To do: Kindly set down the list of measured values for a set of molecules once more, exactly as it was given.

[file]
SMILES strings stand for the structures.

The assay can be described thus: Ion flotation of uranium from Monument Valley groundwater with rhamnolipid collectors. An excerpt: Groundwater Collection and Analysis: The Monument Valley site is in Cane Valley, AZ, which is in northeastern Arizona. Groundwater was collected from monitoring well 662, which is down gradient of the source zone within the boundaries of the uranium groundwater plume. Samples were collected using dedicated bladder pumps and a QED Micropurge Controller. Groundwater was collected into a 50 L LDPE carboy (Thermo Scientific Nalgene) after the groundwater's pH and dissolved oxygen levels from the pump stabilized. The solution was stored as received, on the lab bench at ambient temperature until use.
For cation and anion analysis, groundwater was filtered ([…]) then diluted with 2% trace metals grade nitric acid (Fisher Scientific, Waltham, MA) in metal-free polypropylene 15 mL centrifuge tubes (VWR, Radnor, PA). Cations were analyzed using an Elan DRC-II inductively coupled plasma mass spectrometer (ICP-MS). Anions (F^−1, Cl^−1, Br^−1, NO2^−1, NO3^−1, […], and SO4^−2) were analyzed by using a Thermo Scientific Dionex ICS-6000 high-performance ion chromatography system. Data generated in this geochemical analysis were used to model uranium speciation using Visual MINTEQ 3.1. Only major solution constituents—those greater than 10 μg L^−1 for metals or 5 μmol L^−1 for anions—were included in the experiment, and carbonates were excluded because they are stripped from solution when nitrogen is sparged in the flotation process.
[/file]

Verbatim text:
SMILES strings stand for the structures.

The assay can be described thus: Ion flotation of uranium from Monument Valley groundwater with rhamnolipid collectors. An excerpt: Groundwater Collection and Analysis: The Monument Valley site is in Cane Valley, AZ, which is in northeastern Arizona. Groundwater was collected from monitoring well 662, which is down gradient of the source zone within the boundaries of the uranium groundwater plume. Samples were collected using dedicated bladder pumps and a QED Micropurge Controller. Groundwater was collected into a 50 L LDPE carboy (Thermo Scientific Nalgene) after the groundwater's pH and dissolved oxygen levels from the pump stabilized. The solution was stored as received, on the lab bench at ambient temperature until use.
For cation and anion analysis, groundwater was filtered ([…]) then diluted with 2% trace metals grade nitric acid (Fisher Scientific, Waltham, MA) in metal-free polypropylene 15 mL centrifuge tubes (VWR, Radnor, PA). Cations were analyzed using an Elan DRC-II inductively coupled plasma mass spectrometer (ICP-MS). Anions (F^−1, Cl^−1, Br^−1, NO2^−1, NO3^−1, […], and SO4^−2) were analyzed by using a Thermo Scientific Dionex ICS-6000 high-performance ion chromatography system. Data generated in this geochemical analysis were used to model uranium speciation using Visual MINTEQ 3.1. Only major solution constituents—those greater than 10 μg L^−1 for metals or 5 μmol L^−1 for anions—were included in the experiment, and carbonates were excluded because they are stripped from solution when nitrogen is sparged in the flotation process.